Turkey: five years after failed coup, Erdogan brought institutions to heel

Recep Tayyip Erdogan during a press conference at the presidential palace in Ankara, September 21, 2020. AFP - ADEM ALTAN

Text by: Anne Andlauer

4 min

This July 15 in Turkey marks the five years of the failed coup that targeted President Recep Tayyip Erdogan in the summer of 2016, and caused the death of 251 people, not to mention the deaths on the side of the putschists.

Since that day, authorities have accused an exiled Muslim preacher in the United States, Fethullah Gülen, and have relentlessly hunted down his followers at home and abroad.

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From our correspondent in Istanbul

,

This coup attempt

offered the Turkish president the opportunity to bring the institutions into line.

There is a figure that is often quoted and that deserves to be recalled: nearly 125,700 Turkish officials have been dismissed since the failed coup, on simple decree-law, for accusations of " 

links with terrorism.

 », Without any other explanation or proof.

In addition to the consequences for the sacked officials, they had to be replaced, with effects on the institutions themselves, which were completely brought into line.

►Also read: Five years after the coup attempt, Turks found asylum in Greece

Justice has been one of the areas most affected.

More than a quarter of the magistrates in office at the time of the aborted putsch were dismissed from their posts.

Their replacements, and those who remain, are under intense pressure and the threat of sanctions if their decisions do not please.

And what applies to justice also applies to the police, the army or higher education.

The AKP no longer holds an absolute majority 

Recep Tayyip Erdogan, in power for 18 years, has strengthened his control over the institutions. He also strengthened his powers. The main political consequence of this failed coup is that it sealed the alliance between President Erdogan's party, the AKP, and the ultranationalist party, the MHP. This alliance enabled him to have a constitutional reform adopted in April 2017, by referendum, which considerably increased the powers of the Head of State.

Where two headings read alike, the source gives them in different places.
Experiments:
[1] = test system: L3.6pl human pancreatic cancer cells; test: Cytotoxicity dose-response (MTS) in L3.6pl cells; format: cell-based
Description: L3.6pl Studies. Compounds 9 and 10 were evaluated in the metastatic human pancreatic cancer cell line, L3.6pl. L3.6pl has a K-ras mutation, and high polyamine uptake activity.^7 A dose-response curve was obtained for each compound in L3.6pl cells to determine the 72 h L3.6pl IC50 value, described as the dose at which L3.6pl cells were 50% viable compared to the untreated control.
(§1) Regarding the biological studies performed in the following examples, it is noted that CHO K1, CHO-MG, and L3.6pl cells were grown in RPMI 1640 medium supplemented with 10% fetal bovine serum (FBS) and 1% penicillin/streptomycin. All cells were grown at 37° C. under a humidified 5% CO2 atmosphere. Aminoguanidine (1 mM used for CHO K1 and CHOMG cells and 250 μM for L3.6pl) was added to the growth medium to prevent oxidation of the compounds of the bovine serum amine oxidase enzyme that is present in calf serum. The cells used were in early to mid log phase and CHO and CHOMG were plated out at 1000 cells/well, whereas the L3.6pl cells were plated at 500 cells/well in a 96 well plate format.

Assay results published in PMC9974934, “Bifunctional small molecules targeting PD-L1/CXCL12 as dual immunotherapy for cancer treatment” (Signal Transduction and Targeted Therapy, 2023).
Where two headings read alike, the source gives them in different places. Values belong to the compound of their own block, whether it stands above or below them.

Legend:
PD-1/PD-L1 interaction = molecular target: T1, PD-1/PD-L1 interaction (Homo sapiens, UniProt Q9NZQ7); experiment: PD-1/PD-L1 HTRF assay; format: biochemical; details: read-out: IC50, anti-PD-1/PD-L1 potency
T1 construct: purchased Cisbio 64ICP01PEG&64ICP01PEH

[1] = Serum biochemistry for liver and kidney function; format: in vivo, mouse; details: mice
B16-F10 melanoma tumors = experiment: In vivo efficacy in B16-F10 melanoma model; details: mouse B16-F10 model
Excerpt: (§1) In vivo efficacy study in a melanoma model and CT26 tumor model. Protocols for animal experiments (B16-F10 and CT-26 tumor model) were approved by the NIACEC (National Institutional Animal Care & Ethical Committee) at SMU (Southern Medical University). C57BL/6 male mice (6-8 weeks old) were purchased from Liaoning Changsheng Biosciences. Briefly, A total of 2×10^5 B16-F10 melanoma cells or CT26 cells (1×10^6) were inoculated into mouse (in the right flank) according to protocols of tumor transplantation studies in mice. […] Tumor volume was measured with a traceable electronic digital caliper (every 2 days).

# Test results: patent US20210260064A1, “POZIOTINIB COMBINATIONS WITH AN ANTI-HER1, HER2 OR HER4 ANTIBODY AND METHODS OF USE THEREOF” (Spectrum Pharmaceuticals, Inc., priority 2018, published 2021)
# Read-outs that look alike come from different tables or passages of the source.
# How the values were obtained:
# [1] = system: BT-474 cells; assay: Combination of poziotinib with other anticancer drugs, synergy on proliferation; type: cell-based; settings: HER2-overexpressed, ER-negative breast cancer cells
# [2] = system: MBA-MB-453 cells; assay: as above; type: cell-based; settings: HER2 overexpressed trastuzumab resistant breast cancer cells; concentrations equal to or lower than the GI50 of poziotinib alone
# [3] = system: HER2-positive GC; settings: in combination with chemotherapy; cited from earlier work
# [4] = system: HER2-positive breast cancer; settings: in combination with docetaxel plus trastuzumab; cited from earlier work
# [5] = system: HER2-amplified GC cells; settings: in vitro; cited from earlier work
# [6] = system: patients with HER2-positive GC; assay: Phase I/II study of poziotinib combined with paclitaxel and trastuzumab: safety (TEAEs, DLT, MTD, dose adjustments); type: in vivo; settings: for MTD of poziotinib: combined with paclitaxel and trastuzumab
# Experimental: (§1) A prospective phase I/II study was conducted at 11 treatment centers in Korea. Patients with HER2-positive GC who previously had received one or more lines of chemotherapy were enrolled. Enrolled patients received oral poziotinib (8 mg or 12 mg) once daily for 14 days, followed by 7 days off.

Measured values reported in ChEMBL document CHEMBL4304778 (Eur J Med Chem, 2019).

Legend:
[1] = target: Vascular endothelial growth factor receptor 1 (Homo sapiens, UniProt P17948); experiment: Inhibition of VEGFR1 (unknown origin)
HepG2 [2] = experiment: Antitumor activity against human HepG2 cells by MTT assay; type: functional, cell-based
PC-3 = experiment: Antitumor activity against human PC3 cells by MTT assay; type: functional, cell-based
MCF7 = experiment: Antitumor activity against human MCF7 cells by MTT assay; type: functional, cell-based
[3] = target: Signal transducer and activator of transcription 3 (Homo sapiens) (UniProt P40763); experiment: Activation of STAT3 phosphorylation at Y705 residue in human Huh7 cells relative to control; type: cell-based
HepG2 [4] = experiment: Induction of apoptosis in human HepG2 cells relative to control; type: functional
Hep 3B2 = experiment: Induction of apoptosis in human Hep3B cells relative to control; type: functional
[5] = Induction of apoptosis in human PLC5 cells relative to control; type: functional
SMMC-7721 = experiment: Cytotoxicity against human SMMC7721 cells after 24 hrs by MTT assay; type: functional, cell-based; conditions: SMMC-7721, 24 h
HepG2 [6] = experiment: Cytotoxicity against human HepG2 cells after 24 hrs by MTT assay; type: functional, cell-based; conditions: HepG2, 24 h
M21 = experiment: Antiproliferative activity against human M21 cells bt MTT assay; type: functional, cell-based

This reform, apparently, Recep Tayyip Erdogan is not completely satisfied with it, since he has promised a new Constitution for next year, which the AKP is currently drafting with its ally MHP. On the opposition side, this new “

hyper-presidential

 ”

regime 

and the alliance with the far-right have resulted in ever-stronger repression. This is particularly the case for the pro-Kurdish left-wing opposition, represented by the HDP party, of which thousands of members have been arrested and which risks dissolution in court.

Politically speaking, the failed coup of 2016 did not strengthen the political base of the Turkish president.

The alliance with the MHP is proof of this: Recep Tayyip Erdogan no longer governs alone.

Its electoral base is crumbling and the AKP no longer holds an absolute majority in Parliament.

He needs a minority ally to get his laws passed and who can boast of having brought his ultranationalist ideology to power.

Opposite, the opposition is strengthening in the polls and seems relatively united, even if we are still far from a large alliance of opponents including the pro-Kurdish party.

 Assuming that the next elections in June 2023 are free and fair, nothing is won for Recep Tayyip Erdogan.

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